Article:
[openstack-dev] [all] gate debugging

Salvatore Orlando sorlando at nicira.com
Wed Aug 27 22:36:47 UTC 2014

As it has been pointed out previously in this thread debugging gate
failures is mostly about chasing race conditions, which in some cases
involve the most disparate interactions between Openstack services [1].

Finding the root cause of these races is a mix of knowledge, pragmatism,
and luck. Having more people looking at gate failures can only be a good
While little can be done to transfer luck, good things can be written
regarding pragmatism and knowledge.

Knowledge is about knowing the tools, the infrastructure, and ultimately
the dynamics of the stuff that's being tested. This involves understanding
the zuul layout, devstack-gate, tempest, and most importantly logstash (in
my opinion). Unfortunately it's difficult to do this without being
sufficiently expert of the matter being tested.
For instance debugging a SSH failure with neutron involves knowledge of the
internals of neutron's l3 agent, ovs agent, metadata agent, the
nova/neutron interface, the nova/neutron notification system, nova's
network info instance cache and so on.

Pragmatism is about writing down and sharing the process followed for
triaging gate failures, especially when it comes to analysing openstack's
logs. Different people might be using different processes, and sharing them
can only be good.

To this aim the Neutron community has tried to put these things in writing
in this unfinished effort [2]. Hopefully there could be a wiki page (or a
set of pages) like this not limited to neutron only but to the whole set of
projects tested in the integrated gate.

This effort can also constitute a basis for improving the process. As an
example, event correlation in logs, ability of validating hypothesis by
correlating traces for failures manifestation with potential traces for
root causes are two areas with room for improvement.


[1] https://bugs.launchpad.net/neutron/+bug/1273386
[2] https://wiki.openstack.org/wiki/NeutronGateFailureTriage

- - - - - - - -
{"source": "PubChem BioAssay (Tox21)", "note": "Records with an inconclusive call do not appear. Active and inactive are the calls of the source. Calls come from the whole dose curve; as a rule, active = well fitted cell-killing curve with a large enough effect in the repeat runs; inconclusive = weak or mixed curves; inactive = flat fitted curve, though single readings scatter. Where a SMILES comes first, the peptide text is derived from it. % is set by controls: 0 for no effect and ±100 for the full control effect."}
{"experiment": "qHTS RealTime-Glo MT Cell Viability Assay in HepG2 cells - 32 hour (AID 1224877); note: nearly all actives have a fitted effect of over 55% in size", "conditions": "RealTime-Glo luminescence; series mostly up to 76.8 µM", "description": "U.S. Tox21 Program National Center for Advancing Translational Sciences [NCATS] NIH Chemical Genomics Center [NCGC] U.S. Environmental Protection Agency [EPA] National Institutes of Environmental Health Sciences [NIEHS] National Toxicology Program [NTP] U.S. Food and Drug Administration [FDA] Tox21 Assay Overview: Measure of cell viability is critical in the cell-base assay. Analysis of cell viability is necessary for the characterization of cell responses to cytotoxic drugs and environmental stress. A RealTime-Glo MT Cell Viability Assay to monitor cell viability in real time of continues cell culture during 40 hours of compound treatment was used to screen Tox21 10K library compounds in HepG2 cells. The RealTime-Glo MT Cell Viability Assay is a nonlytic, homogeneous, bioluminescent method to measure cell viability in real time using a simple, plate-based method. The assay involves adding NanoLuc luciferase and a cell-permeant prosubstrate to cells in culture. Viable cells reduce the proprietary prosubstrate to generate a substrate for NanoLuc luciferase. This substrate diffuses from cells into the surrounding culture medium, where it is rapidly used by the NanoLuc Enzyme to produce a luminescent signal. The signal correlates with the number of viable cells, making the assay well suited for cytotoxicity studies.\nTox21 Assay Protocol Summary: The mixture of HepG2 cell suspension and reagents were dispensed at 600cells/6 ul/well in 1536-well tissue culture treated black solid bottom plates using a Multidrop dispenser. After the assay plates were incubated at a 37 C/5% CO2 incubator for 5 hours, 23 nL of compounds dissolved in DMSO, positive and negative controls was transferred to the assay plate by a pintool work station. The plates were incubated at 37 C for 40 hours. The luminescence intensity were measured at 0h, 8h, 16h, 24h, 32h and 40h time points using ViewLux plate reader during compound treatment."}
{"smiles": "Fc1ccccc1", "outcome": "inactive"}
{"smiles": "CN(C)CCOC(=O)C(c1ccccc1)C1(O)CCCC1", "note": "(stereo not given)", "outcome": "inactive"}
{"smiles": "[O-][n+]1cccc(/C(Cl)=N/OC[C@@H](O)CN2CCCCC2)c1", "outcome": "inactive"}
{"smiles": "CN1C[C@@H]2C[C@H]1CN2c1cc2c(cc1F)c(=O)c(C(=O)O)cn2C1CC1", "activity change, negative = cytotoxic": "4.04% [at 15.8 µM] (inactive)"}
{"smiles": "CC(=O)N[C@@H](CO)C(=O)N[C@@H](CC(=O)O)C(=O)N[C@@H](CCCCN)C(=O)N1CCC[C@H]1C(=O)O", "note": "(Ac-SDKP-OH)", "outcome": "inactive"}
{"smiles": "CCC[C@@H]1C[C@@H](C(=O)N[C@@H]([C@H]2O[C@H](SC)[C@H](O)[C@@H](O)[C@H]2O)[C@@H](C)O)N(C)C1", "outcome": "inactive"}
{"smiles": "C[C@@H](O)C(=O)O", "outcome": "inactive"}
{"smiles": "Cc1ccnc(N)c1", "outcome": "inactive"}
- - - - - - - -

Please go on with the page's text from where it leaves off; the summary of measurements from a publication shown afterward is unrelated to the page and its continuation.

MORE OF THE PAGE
On 28 August 2014 00:32, Matthew Treinish <mtreinish at kortar.org> wrote:

> On Wed, Aug 27, 2014 at 05:47:09PM -0400, Doug Hellmann wrote:
> >
> > On Aug 27, 2014, at 5:27 PM, Doug Hellmann <doug at doughellmann.com>
> wrote:
> >
> > >
> > > On Aug 27, 2014, at 2:54 PM, Sean Dague <sean at dague.net> wrote:
> > >
> > >> Note: thread intentionally broken, this is really a different topic.
> > >>
> > >> On 08/27/2014 02:30 PM, Doug Hellmann wrote:>
> > >>> On Aug 27, 2014, at 1:30 PM, Chris Dent <chdent at redhat.com> wrote:
> > >>>
> > >>>> On Wed, 27 Aug 2014, Doug Hellmann wrote:
> > >>>>
> > >>>>> I have found it immensely helpful, for example, to have a written
> set
> > >>>>> of the steps involved in creating a new library, from importing the
> > >>>>> git repo all the way through to making it available to other
> projects.
> > >>>>> Without those instructions, it would have been much harder to
> split up
> > >>>>> the work. The team would have had to train each other by word of
> > >>>>> mouth, and we would have had constant issues with inconsistent
> > >>>>> approaches triggering different failures. The time we spent
> building
> > >>>>> and verifying the instructions has paid off to the extent that we
> even
> > >>>>> had one developer not on the core team handle a graduation for us.
> > >>>>
> > >>>> +many more for the relatively simple act of just writing stuff down
> > >>>
> > >>> "Write it down.” is my theme for Kilo.
> > >>
> > >> I definitely get the sentiment. "Write it down" is also hard when you